Citing a technicality, an appeals court has ordered a new trial for a Boulder Hill man convicted and sentenced to 105 years in prison for the 1990 beating and robbery of an Oswego Township man and his 11-year-old daughter.
Sixteenth Circuit Court Judge James Wilson failed to fully inform Joseph W. Hampton, 21, formerly of the 0-99 block of Afton Road, of the prison sentence facing him, according to the Second District Appellate Court's ruling.
Hampton, represented by Aurora attorney David Camic and Chicago attorney Marvin Bloom on appeal, will be transferred from state prison to the Kendall County jail, where he will be held until his new trial.
"We're pleased with the decision because we were confident that the law was in our favor," Camic said.
Kendall County Assistant State's Attorney Jean Fletcher said no decision has been made whether to appeal the case to the Illinois Supreme Court.
Justice John J. Bowman, writing for the Appellate Court, said Judge Wilson should have warned Hampton that he probably faced consecutive sentences. Instead, Wilson simply warned Hampton that consecutive sentencing was a possibility.
"To say that the possibility of consecutive sentences exists is simply not the same thing as saying that consecutive sentences must be imposed," wrote Justice Bowman. "This distinction could well have influenced the defendant's decision to forgo his right to a jury trial and plead guilty."
Two other local Appellate Court justices, James Quetsch of Geneva and Michael Colwell of Aurora, concurred in the opinion.
Hampton and Jayme P. Sebers, 26, formerly of the 0-99 block of Pueblo Road, Boulder Hill, pleaded guilty to two attempted murder charges and charges of armed robbery and aggravated battery in connection with the Aug.. 24, 1990, incident.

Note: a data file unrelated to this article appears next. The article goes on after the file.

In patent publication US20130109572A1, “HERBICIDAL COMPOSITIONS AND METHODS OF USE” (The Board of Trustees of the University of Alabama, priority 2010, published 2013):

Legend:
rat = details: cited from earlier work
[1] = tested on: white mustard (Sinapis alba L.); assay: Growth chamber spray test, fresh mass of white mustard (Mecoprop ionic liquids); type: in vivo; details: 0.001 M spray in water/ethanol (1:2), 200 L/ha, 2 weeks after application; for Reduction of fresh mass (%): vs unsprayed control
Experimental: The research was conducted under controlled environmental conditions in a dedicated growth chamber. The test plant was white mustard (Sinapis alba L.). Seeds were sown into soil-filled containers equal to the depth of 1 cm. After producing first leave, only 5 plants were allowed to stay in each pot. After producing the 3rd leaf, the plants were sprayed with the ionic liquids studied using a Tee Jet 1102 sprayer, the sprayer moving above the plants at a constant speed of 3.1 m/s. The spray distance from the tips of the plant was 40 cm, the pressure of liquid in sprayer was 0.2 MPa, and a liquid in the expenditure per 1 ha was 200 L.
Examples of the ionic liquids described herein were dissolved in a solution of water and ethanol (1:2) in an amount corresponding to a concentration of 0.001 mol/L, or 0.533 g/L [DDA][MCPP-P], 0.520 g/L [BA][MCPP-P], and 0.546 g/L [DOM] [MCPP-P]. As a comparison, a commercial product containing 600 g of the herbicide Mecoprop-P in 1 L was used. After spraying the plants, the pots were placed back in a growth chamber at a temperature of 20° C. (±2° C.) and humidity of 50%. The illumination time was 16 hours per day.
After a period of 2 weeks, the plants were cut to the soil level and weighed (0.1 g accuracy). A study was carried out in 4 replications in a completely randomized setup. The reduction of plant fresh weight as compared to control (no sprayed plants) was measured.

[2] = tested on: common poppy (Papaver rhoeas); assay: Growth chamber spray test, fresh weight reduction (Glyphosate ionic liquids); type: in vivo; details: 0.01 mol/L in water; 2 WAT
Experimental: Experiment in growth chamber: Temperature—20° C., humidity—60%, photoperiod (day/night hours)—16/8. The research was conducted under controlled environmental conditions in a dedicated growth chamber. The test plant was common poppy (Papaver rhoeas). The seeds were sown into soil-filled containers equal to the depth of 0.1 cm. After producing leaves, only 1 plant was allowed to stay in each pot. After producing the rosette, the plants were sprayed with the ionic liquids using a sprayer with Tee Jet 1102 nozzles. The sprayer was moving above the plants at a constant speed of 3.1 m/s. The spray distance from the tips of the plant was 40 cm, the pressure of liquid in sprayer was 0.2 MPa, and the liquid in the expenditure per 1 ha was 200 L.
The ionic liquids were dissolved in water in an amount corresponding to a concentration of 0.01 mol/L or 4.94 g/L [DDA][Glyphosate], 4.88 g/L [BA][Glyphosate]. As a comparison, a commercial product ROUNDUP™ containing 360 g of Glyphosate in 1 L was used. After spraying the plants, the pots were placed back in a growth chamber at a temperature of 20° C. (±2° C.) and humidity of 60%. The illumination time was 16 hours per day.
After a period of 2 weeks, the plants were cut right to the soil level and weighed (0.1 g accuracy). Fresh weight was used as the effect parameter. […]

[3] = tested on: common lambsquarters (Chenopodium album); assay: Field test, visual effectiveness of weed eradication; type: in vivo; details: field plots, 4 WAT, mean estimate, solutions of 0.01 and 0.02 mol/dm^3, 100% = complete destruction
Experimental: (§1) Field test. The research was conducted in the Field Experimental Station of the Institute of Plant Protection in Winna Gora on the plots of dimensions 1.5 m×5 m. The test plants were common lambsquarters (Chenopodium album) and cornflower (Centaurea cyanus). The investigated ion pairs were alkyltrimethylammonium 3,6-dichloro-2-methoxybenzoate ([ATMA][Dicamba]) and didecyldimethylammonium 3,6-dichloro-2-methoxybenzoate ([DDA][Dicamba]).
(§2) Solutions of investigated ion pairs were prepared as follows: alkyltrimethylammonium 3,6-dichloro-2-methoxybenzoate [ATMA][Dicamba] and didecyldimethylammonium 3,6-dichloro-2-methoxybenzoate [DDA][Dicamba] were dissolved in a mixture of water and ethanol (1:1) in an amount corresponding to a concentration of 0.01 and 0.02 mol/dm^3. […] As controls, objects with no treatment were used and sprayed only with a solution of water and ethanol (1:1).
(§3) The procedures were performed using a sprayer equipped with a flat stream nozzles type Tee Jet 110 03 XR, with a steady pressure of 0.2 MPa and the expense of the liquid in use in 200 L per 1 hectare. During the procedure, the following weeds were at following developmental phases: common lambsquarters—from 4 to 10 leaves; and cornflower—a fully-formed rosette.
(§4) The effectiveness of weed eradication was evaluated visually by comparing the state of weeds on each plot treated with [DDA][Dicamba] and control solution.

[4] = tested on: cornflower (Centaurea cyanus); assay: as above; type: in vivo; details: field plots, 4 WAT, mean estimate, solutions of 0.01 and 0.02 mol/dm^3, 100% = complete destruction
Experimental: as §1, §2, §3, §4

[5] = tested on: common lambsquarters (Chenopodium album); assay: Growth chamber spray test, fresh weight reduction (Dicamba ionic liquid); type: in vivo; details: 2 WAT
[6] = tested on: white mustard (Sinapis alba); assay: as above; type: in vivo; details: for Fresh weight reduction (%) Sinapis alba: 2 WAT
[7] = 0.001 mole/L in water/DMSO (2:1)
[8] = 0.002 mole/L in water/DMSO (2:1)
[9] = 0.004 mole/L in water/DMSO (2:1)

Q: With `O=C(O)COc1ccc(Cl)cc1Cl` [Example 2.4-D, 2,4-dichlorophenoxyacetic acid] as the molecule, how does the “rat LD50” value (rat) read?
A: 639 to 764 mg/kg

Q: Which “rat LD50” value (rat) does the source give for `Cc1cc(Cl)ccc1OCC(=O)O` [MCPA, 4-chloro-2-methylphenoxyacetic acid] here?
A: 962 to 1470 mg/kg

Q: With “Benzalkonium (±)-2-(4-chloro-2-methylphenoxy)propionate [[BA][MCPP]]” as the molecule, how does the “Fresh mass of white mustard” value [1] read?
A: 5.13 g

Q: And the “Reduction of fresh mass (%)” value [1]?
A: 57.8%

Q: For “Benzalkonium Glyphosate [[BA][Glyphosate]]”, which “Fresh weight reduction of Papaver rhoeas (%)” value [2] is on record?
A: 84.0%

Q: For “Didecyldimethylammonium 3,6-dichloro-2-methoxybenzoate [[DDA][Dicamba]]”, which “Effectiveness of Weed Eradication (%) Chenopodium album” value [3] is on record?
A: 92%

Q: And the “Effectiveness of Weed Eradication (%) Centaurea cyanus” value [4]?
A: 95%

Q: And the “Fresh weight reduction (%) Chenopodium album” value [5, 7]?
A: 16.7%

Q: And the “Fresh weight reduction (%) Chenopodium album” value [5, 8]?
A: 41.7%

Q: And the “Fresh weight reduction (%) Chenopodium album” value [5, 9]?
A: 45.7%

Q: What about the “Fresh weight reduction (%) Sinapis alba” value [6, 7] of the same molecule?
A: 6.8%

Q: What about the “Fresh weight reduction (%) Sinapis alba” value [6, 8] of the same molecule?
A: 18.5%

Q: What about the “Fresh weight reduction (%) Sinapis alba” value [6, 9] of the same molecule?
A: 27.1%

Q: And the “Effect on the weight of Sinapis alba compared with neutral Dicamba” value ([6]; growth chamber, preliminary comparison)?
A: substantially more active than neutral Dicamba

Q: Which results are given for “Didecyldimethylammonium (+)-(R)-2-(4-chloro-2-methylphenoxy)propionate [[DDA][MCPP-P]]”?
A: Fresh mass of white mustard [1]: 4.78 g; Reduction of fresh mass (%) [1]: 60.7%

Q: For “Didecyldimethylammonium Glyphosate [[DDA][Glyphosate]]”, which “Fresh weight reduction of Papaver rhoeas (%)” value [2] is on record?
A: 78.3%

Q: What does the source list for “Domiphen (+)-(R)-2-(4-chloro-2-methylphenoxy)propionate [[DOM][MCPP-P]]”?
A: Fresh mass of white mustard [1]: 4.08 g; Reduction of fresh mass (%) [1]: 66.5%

In that incident, an Oswego man was struck by a car, then both he and his 11-year-old daughter were beaten with an ax handle as they walked near their home on Sundown Lane southwest of Oswego. The man's brother-in-law found then unconscious in the 7900 block of Sundown Lane.
The day after the crime, Hampton and Sebers confessed to Kendall County sheriff's investigators. Originally, the suspects said their car hit a deer, but later admitted their involvement in the crime. They said they split the $250 they took from the father.
Defense attorneys attempted insanity defenses in pre-trial proceedings, but the two men later pleaded guilty to all four charges against them.
Hampton was sentenced to 105 years in prison and Sebers to 90.
During the sentencing, Judge Wilson singled out Hampton and said he failed to believe Hampton's expressed regret for the crime in earlier testimony.
Hampton received 60 years for the girl's attempted murder and 45 for the father's attempted murder. Sebers received 45 years on both charges. Sebers is also appealing his case.
Under Illinois sentencing laws, the men were eligible for sentences up to 120 years for the charges. They will be eligible for parole for good behavior after they serve half their sentences.
In his appeal, Hampton also alleged that the 105-year-sentence was excessive. The justices said they would not rule on that in light of their decision for a new trial.